Christianity may be going through upheaval, but I am not frightened by what is happening. I am excited for the new possibility that will unfold as we open ourselves to the movement of the Spirit.
9. Trust the Spirit’s work
I can be guilty of thinking I know what the Spirit wants before God does! Our calling in Christian education is to provide many settings where people are given the opportunity to grow spiritually and then to trust the Spirit. We allow God’s Spirit to work in and through us and sometimes in spite of us. We cast the seeds, and God reaps the harvest. We are never just the learner, and we are never just the teacher. God has growth in store for us if we remain open and ready. The Spirit blows where the Spirit wills . . . and it will!
Butler-Bass, Diana. Christianity After Religion. New York: HarperCollins Pub., 2012.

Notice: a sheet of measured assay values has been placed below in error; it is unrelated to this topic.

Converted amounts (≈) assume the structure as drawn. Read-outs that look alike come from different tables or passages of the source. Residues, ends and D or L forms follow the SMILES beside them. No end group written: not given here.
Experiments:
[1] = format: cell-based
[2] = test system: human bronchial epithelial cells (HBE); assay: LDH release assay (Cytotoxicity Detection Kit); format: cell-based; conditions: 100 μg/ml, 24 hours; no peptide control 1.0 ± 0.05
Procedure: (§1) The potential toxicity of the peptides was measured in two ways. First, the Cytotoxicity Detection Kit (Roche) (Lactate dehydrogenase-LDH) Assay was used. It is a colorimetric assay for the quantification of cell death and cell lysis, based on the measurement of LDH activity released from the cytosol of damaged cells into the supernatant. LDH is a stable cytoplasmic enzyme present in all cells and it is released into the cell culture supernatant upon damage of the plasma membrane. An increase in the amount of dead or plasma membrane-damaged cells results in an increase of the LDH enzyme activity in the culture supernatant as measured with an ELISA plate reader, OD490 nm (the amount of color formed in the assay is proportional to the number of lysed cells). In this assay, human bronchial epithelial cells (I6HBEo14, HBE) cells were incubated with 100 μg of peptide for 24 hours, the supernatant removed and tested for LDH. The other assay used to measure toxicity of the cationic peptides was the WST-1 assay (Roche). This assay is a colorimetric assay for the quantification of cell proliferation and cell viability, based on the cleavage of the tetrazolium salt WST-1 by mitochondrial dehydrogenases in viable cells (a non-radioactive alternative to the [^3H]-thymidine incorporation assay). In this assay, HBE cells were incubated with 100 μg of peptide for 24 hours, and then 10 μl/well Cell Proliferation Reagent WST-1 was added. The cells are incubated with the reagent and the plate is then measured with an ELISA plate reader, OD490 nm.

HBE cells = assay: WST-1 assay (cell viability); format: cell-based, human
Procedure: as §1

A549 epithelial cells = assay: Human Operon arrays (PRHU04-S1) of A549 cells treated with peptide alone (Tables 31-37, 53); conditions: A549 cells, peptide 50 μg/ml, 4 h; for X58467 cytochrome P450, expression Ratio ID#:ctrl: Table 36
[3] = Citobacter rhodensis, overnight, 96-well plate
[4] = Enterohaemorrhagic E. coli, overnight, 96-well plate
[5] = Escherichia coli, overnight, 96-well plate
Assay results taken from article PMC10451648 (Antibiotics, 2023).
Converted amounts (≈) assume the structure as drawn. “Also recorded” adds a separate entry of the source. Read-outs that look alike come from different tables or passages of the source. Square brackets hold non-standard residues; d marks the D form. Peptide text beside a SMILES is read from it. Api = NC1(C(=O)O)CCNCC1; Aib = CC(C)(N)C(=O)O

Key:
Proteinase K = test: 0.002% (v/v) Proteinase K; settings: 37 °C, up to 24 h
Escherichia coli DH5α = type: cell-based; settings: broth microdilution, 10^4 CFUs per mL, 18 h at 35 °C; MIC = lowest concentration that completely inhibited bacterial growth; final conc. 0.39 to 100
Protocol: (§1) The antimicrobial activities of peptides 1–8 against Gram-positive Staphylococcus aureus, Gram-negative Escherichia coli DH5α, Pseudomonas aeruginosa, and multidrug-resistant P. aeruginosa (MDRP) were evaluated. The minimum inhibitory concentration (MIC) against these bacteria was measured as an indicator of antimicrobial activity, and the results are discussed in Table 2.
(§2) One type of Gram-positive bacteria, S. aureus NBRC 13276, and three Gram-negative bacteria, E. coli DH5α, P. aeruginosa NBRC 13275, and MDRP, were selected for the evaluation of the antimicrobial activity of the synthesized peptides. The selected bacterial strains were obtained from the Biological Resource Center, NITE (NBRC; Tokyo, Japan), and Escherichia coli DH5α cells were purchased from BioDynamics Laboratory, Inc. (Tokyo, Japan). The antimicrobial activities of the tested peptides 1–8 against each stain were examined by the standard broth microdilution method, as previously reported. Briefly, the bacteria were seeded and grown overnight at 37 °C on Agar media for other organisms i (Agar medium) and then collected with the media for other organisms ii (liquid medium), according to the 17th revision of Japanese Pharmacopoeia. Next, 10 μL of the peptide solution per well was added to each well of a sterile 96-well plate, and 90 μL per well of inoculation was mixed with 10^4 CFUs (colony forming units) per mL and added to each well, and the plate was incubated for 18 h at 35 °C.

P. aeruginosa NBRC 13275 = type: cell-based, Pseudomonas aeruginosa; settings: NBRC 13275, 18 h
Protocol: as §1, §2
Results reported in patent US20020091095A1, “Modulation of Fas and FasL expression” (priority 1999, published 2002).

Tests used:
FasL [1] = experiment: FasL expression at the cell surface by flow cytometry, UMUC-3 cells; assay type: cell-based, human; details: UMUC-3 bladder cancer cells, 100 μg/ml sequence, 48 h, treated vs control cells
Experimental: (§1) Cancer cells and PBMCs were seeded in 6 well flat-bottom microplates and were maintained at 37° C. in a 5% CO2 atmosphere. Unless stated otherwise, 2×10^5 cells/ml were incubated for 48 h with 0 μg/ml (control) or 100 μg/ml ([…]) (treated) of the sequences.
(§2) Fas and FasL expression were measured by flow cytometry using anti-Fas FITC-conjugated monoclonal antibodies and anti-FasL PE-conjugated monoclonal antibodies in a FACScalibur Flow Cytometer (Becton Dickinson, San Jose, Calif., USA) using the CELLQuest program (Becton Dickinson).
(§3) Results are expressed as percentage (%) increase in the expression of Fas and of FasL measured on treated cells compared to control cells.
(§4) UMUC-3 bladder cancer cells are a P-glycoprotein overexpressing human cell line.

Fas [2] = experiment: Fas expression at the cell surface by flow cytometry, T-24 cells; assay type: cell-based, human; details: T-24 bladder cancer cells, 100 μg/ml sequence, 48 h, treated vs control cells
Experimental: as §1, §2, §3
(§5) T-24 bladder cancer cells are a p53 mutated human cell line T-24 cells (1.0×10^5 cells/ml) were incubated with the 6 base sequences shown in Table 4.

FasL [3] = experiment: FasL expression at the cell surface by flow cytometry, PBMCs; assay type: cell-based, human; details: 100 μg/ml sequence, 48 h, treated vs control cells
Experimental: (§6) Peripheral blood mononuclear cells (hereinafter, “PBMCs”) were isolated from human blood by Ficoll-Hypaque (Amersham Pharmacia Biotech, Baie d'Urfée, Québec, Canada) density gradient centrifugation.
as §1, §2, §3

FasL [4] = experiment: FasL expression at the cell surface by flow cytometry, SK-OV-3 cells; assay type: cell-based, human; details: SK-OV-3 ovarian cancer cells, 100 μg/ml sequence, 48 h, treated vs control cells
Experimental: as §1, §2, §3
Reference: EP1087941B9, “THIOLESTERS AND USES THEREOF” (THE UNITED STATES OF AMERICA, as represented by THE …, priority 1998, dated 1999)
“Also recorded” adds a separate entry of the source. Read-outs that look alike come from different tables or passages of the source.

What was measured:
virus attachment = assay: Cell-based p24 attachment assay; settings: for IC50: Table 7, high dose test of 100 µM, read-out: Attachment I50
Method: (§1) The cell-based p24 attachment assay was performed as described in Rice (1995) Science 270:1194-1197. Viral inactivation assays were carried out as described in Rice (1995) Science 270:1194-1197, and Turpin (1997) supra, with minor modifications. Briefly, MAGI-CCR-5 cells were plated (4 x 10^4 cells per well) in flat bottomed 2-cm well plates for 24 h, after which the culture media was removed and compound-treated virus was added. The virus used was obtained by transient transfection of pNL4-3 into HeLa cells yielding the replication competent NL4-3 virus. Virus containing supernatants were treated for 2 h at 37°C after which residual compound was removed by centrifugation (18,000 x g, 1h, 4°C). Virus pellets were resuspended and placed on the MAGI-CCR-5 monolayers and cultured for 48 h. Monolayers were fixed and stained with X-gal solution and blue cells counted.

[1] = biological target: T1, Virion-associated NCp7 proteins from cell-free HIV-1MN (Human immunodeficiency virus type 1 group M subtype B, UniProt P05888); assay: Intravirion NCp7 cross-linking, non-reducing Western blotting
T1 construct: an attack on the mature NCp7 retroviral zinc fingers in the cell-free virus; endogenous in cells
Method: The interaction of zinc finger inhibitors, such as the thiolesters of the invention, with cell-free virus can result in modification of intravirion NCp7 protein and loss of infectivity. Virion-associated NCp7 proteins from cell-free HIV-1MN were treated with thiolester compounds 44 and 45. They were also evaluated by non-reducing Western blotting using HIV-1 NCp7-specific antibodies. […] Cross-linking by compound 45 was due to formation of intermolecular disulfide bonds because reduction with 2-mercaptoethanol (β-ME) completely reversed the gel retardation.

Callahan, Kennon. Twelve Keys to an Effective Church (second edition). San Francisco: Jossey Bass, 2010.
Harris, Maria. Religious Imagination: An Essay in the Theology of Teaching. San Francisco: HarperCollins, 1991.
Lindstrom, Diane. Sisters in the Son. Maitland, FL: Xulon Press, 2014.
Standish, N. Graham. Becoming a Blessed Church Herndon, VA: Alban Institute, 2005
Be sure to Google
- Messy Church
- Sticky Faith
- Opening Doors to Discipleship